2. Combine tasks – Expand job responsibilities by pulling a number of smaller tasks into one large job
  3. Establish client relationships – Put people in contact with others who use the results of their work
  4. Open feedback channels – Provide opportunities for people to receive performance feedback as they work
  5. Practice vertical loading – Give people more control over work by increasing planning and controlling previously done by supervisors


Technology and Job Enrichment

  • Job design should proceed with the goal of increasing productivity through integrated socio-technical systems: Job designs that use technology to best advantage while still treating people with respect, and allowing their human talents to be applied to the fullest potential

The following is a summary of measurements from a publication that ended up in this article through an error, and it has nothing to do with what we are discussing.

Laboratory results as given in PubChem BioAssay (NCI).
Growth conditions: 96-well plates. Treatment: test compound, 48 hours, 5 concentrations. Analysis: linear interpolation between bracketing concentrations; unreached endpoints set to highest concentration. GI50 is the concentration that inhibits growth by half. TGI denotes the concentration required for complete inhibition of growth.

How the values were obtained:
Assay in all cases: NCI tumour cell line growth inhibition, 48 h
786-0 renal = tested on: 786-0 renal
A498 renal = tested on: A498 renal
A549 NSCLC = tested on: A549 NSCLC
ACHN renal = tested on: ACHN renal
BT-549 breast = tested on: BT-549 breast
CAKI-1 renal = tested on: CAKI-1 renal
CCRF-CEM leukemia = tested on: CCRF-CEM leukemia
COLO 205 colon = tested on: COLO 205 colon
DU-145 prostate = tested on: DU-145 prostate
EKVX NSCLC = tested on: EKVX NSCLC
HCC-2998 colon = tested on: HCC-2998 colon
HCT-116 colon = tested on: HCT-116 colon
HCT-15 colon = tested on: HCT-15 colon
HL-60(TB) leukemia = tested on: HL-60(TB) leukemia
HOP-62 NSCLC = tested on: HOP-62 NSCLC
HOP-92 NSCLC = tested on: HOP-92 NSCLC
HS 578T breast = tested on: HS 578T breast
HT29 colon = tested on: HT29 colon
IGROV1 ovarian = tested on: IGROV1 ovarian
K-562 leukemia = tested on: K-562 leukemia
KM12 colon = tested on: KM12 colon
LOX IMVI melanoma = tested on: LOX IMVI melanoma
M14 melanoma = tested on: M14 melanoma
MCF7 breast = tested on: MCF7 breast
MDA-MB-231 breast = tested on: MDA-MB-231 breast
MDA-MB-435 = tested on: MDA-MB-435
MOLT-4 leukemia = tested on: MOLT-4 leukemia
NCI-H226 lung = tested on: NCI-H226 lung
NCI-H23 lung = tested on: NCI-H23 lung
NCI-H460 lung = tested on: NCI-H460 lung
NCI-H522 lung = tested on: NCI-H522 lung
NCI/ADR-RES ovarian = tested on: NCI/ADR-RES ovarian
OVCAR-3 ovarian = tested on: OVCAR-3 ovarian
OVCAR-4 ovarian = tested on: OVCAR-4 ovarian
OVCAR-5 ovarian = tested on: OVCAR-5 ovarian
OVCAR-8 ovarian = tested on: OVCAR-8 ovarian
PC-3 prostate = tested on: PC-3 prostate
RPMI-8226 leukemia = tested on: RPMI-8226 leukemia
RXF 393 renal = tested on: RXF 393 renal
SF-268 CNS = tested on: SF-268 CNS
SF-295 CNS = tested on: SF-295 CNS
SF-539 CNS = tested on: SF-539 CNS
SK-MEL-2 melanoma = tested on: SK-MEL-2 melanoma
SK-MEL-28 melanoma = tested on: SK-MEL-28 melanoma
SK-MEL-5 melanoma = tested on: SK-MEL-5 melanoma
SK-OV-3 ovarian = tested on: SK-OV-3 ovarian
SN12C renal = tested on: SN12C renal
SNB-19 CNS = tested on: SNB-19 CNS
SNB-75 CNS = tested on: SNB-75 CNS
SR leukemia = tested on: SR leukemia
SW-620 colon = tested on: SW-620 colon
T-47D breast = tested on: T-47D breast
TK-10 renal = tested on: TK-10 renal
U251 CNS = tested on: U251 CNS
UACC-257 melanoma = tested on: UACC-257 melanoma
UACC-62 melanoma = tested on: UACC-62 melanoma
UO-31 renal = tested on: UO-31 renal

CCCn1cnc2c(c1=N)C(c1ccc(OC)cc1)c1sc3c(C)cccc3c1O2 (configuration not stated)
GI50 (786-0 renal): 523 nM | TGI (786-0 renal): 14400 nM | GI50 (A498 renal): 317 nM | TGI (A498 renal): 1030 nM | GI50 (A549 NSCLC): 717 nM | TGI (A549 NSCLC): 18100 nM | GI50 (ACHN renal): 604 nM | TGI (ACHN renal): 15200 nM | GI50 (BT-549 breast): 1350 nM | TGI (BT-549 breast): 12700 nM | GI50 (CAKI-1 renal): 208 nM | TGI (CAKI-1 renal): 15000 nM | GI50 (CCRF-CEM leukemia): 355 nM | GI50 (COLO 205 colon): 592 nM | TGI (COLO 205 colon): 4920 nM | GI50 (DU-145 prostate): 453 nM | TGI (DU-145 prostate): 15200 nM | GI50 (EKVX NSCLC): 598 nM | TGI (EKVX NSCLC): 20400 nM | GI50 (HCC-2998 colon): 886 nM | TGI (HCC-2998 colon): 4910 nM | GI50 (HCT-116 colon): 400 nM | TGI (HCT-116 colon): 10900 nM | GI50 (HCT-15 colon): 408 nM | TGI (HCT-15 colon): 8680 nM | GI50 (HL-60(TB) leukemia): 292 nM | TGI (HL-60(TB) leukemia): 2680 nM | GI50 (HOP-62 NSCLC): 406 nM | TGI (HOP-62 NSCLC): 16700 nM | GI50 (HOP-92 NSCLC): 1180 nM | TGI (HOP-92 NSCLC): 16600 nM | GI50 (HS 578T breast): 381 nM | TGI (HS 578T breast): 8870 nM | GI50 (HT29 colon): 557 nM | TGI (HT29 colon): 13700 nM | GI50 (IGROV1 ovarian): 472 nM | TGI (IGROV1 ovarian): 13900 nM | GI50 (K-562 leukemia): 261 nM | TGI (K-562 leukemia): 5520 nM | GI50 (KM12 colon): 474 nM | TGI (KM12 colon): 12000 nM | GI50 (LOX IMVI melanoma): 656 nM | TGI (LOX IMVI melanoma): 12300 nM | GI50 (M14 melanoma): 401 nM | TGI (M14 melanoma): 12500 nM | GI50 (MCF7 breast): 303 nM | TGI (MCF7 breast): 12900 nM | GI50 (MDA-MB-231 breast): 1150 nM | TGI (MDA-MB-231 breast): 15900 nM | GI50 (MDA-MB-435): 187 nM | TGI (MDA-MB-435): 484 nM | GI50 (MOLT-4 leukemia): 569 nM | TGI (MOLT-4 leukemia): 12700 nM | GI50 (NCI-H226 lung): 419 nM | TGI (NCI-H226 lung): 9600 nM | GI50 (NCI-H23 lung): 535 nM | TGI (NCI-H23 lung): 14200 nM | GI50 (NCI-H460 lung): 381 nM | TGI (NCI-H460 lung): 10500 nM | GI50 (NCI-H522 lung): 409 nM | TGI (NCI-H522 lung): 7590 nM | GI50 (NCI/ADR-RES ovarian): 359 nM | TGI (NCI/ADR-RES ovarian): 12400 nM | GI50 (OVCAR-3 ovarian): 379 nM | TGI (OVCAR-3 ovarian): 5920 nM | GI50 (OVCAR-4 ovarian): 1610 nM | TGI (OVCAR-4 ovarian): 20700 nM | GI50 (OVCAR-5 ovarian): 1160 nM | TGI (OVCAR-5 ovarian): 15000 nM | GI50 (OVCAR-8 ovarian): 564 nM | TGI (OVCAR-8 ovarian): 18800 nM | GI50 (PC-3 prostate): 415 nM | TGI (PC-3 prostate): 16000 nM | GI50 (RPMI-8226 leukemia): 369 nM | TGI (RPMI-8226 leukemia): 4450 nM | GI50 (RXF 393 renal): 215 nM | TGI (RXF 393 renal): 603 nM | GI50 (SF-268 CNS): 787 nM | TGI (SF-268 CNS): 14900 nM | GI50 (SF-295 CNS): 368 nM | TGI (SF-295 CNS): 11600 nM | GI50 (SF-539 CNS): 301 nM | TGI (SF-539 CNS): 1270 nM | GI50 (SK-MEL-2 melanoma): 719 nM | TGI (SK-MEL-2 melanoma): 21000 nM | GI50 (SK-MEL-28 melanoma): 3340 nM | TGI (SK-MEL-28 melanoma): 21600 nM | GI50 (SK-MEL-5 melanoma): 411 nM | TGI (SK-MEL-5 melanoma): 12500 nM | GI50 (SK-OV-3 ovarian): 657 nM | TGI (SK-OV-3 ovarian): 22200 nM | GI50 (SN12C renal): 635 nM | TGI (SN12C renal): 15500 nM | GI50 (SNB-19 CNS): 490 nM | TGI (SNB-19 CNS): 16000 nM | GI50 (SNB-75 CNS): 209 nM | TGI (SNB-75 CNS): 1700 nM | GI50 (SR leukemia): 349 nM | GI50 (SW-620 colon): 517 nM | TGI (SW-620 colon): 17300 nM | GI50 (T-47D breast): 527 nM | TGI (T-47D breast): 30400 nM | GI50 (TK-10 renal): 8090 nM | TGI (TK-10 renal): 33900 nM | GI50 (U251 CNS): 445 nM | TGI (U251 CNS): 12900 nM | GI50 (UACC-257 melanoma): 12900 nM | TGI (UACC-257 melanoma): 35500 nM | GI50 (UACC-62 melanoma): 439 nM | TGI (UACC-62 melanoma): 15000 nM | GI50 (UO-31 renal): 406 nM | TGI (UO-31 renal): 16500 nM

• Robotics: Use of computer controlled machines to completely automate work tasks











Alternative Work Arrangements


  • Not only is the content of jobs changing, but the context is changing too
  • Emergence of a number of ways for people to schedule their work time
  • Especially important as employers deal with work-life balance issues affecting today’s highly diversified workforce
  • More flexible work arrangements can help employers attract and retain the best workers


Compressed Workweek

  • Any work schedule that allows a full-time job to be completed in less than the standard 5 days of 8-hour shifts (such as four 10-hour days)
  • Benefits – More leisure time, lower commuting costs, lower absenteeism, and potentially improved performance
  • Disadvantages – Increased fatigue, family adjustment problems, increased scheduling problems, and union objections.


Flexible working hours

  • Work schedule that gives employees some choice in the pattern of their daily work hours
  • Core time where all employees must be at work, and flextime that allows employees to schedule around personal responsibilities
  • Potential benefits of flexible working hours:
  • Give employees greater autonomy in work scheduling while ensuring maintenance of work responsibilities